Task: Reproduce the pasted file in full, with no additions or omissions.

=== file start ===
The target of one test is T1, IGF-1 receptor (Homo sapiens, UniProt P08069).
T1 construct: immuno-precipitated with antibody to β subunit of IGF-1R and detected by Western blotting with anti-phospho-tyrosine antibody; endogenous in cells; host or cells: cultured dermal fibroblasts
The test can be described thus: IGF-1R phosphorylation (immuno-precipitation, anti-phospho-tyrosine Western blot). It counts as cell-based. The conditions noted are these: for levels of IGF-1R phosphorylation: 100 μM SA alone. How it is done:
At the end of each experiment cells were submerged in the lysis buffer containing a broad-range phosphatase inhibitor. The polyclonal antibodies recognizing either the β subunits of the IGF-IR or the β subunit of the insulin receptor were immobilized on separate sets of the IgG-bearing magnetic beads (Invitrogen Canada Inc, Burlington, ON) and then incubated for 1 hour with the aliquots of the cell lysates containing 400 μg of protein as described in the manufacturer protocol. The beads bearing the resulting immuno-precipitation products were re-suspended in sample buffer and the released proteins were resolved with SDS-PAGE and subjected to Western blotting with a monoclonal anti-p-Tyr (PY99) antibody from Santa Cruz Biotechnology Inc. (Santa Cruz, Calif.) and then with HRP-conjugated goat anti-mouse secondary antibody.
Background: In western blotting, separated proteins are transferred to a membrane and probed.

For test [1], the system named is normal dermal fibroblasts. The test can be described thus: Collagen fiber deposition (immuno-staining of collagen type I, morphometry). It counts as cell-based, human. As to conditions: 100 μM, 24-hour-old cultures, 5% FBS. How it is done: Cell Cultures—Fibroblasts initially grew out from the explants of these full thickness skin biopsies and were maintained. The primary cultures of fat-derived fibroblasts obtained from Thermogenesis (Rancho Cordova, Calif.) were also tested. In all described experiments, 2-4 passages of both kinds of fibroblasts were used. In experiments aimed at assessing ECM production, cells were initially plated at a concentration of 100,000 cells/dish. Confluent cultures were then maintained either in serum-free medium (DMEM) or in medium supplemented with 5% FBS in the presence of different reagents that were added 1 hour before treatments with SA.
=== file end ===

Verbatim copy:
The target of one test is T1, IGF-1 receptor (Homo sapiens, UniProt P08069).
T1 construct: immuno-precipitated with antibody to β subunit of IGF-1R and detected by Western blotting with anti-phospho-tyrosine antibody; endogenous in cells; host or cells: cultured dermal fibroblasts
The test can be described thus: IGF-1R phosphorylation (immuno-precipitation, anti-phospho-tyrosine Western blot). It counts as cell-based. The conditions noted are these: for levels of IGF-1R phosphorylation: 100 μM SA alone. How it is done:
At the end of each experiment cells were submerged in the lysis buffer containing a broad-range phosphatase inhibitor. The polyclonal antibodies recognizing either the β subunits of the IGF-IR or the β subunit of the insulin receptor were immobilized on separate sets of the IgG-bearing magnetic beads (Invitrogen Canada Inc, Burlington, ON) and then incubated for 1 hour with the aliquots of the cell lysates containing 400 μg of protein as described in the manufacturer protocol. The beads bearing the resulting immuno-precipitation products were re-suspended in sample buffer and the released proteins were resolved with SDS-PAGE and subjected to Western blotting with a monoclonal anti-p-Tyr (PY99) antibody from Santa Cruz Biotechnology Inc. (Santa Cruz, Calif.) and then with HRP-conjugated goat anti-mouse secondary antibody.
Background: In western blotting, separated proteins are transferred to a membrane and probed.

For test [1], the system named is normal dermal fibroblasts. The test can be described thus: Collagen fiber deposition (immuno-staining of collagen type I, morphometry). It counts as cell-based, human. As to conditions: 100 μM, 24-hour-old cultures, 5% FBS. How it is done: Cell Cultures—Fibroblasts initially grew out from the explants of these full thickness skin biopsies and were maintained. The primary cultures of fat-derived fibroblasts obtained from Thermogenesis (Rancho Cordova, Calif.) were also tested. In all described experiments, 2-4 passages of both kinds of fibroblasts were used. In experiments aimed at assessing ECM production, cells were initially plated at a concentration of 100,000 cells/dish. Confluent cultures were then maintained either in serum-free medium (DMEM) or in medium supplemented with 5% FBS in the presence of different reagents that were added 1 hour before treatments with SA.